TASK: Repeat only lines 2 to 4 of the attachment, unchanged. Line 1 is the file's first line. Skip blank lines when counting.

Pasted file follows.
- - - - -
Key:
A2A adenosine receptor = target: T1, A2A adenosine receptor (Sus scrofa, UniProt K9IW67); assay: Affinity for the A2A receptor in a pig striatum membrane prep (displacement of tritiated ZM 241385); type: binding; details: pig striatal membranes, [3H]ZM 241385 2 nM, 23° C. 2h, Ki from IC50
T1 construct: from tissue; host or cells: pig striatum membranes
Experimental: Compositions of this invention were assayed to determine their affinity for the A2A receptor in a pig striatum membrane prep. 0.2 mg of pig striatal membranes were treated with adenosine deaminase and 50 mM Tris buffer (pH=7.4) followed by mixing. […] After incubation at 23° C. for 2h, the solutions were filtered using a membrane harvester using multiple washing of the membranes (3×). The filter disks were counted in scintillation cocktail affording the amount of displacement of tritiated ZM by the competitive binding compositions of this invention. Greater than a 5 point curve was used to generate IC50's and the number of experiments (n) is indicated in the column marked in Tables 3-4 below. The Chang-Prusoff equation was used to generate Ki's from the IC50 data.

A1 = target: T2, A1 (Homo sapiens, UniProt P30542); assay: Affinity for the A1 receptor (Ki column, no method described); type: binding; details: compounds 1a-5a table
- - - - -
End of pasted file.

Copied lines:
A2A adenosine receptor = target: T1, A2A adenosine receptor (Sus scrofa, UniProt K9IW67); assay: Affinity for the A2A receptor in a pig striatum membrane prep (displacement of tritiated ZM 241385); type: binding; details: pig striatal membranes, [3H]ZM 241385 2 nM, 23° C. 2h, Ki from IC50
T1 construct: from tissue; host or cells: pig striatum membranes
Experimental: Compositions of this invention were assayed to determine their affinity for the A2A receptor in a pig striatum membrane prep. 0.2 mg of pig striatal membranes were treated with adenosine deaminase and 50 mM Tris buffer (pH=7.4) followed by mixing. […] After incubation at 23° C. for 2h, the solutions were filtered using a membrane harvester using multiple washing of the membranes (3×). The filter disks were counted in scintillation cocktail affording the amount of displacement of tritiated ZM by the competitive binding compositions of this invention. Greater than a 5 point curve was used to generate IC50's and the number of experiments (n) is indicated in the column marked in Tables 3-4 below. The Chang-Prusoff equation was used to generate Ki's from the IC50 data.